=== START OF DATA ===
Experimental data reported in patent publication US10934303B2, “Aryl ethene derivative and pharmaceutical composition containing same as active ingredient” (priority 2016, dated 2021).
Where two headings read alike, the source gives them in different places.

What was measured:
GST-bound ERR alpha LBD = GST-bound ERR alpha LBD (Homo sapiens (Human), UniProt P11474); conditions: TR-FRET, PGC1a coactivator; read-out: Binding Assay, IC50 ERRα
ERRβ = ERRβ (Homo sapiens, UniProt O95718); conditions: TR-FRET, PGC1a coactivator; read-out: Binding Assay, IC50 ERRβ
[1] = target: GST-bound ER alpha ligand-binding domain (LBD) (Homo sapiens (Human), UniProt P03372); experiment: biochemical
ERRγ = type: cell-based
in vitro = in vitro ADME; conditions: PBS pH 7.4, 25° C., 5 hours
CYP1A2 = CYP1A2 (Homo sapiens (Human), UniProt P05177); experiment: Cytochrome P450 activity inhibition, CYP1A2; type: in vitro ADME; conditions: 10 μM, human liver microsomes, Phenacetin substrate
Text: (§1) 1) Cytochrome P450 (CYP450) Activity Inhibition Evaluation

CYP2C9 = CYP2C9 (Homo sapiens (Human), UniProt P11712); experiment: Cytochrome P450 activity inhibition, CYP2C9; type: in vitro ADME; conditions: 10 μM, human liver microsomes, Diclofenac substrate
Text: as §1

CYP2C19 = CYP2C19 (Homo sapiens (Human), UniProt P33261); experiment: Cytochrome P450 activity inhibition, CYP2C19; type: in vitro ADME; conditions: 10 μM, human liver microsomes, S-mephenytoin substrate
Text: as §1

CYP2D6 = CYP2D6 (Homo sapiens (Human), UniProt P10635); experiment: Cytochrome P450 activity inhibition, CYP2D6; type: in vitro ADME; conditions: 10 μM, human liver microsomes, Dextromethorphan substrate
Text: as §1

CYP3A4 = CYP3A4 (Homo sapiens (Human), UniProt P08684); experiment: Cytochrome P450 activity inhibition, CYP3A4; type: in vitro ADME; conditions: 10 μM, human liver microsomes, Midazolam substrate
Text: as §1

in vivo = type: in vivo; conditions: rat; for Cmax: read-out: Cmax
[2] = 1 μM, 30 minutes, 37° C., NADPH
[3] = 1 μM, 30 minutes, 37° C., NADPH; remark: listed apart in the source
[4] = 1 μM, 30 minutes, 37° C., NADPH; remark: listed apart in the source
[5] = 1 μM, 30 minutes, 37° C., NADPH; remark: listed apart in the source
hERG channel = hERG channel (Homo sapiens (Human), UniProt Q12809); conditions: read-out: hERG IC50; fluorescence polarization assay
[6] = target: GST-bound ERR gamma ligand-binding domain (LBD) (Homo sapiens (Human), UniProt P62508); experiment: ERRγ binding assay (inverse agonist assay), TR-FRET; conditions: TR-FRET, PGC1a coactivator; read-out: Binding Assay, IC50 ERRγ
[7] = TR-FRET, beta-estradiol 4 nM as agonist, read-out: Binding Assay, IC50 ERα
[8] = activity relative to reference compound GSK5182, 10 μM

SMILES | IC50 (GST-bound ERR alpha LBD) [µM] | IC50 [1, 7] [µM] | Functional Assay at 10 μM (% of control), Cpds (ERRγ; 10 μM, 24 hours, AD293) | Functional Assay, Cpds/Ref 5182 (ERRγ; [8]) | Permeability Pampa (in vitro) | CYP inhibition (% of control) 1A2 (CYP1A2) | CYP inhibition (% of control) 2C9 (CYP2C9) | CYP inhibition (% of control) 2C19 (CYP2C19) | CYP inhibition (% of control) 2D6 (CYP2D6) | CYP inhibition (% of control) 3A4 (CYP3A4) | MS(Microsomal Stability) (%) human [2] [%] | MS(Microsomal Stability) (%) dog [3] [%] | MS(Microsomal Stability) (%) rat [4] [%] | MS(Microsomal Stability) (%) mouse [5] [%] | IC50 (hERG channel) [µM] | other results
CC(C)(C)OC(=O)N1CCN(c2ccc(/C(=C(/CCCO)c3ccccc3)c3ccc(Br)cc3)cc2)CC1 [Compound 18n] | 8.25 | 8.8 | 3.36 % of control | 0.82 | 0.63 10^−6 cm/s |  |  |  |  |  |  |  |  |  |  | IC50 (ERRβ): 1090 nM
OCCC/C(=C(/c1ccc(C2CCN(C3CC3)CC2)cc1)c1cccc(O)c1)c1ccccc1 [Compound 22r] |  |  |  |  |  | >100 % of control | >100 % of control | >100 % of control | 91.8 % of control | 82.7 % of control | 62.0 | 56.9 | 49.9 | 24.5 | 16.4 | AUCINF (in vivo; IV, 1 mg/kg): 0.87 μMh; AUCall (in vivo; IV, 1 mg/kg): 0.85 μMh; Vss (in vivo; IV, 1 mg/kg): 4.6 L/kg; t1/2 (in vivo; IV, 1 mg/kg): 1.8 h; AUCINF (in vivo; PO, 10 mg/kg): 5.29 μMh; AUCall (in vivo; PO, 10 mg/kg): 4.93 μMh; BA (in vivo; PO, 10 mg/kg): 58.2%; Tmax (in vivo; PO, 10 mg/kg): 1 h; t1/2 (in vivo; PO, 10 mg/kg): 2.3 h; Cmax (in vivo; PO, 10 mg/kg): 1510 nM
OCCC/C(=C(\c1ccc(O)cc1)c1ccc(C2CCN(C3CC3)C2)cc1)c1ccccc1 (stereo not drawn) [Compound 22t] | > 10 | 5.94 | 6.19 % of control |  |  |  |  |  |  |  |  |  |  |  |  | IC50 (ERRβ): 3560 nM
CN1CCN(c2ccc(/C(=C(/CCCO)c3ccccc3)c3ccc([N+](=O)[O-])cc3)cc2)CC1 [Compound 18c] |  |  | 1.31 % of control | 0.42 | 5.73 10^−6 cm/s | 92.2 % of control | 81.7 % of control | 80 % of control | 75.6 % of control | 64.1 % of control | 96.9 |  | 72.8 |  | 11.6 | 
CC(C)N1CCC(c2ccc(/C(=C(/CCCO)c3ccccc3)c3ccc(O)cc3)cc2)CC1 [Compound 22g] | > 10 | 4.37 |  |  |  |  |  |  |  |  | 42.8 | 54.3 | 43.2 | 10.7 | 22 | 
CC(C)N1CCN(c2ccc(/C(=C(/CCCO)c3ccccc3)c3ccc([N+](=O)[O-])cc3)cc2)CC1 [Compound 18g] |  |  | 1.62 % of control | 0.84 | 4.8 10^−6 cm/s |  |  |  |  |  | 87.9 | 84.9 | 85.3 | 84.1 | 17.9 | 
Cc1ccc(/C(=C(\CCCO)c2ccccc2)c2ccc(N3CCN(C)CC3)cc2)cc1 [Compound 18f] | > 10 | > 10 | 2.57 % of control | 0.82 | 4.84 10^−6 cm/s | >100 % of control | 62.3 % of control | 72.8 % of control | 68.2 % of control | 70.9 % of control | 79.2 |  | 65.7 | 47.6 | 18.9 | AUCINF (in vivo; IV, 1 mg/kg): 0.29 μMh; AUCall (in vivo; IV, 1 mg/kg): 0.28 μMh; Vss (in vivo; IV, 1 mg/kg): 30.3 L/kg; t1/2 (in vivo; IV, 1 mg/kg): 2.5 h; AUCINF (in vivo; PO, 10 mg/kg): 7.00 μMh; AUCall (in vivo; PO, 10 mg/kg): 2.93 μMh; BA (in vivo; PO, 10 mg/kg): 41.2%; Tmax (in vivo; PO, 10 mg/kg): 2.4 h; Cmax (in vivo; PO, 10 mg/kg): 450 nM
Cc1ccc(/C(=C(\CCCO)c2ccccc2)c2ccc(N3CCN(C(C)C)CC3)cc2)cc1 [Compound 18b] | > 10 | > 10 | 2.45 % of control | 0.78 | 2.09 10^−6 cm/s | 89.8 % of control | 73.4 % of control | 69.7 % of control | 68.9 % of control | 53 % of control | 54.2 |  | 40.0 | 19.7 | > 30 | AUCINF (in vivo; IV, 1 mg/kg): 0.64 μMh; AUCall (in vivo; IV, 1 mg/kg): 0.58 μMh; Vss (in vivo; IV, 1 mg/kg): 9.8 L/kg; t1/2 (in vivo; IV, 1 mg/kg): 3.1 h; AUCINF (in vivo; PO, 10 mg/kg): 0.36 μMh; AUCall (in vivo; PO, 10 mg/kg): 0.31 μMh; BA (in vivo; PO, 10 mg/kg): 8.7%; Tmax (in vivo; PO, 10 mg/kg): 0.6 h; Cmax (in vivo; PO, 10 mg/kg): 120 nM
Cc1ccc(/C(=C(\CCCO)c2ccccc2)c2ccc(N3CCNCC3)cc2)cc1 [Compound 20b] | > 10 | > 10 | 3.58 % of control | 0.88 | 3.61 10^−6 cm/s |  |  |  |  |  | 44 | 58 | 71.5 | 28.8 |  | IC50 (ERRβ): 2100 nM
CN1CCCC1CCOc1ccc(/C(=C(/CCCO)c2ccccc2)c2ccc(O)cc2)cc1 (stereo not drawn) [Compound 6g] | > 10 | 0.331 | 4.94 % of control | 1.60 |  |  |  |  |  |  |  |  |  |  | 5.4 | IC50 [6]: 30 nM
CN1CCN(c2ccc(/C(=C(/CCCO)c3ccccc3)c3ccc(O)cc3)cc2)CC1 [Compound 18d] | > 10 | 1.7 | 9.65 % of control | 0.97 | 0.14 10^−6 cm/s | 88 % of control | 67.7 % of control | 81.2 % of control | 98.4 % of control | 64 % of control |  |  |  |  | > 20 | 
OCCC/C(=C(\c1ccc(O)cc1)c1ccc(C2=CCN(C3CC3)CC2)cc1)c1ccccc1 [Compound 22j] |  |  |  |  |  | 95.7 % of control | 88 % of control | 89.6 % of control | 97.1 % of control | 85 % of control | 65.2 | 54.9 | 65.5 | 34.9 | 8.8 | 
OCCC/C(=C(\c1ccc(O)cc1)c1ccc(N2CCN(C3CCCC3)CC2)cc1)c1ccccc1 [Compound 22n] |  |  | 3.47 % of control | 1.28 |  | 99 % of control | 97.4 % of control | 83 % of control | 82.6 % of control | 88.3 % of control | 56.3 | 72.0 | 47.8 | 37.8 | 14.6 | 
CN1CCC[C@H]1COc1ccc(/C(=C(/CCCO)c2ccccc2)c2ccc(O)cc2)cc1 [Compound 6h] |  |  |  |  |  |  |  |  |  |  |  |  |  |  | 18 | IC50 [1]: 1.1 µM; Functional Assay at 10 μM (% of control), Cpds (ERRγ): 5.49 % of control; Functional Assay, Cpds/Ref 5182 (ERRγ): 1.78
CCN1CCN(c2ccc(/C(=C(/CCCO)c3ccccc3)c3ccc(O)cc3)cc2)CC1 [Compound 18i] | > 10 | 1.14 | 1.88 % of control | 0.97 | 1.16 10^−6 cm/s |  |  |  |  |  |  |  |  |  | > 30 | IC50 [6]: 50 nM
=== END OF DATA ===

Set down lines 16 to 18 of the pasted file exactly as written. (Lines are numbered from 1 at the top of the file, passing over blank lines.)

Text: as §1

CYP3A4 = CYP3A4 (Homo sapiens (Human), UniProt P08684); experiment: Cytochrome P450 activity inhibition, CYP3A4; type: in vitro ADME; conditions: 10 μM, human liver microsomes, Midazolam substrate
Text: as §1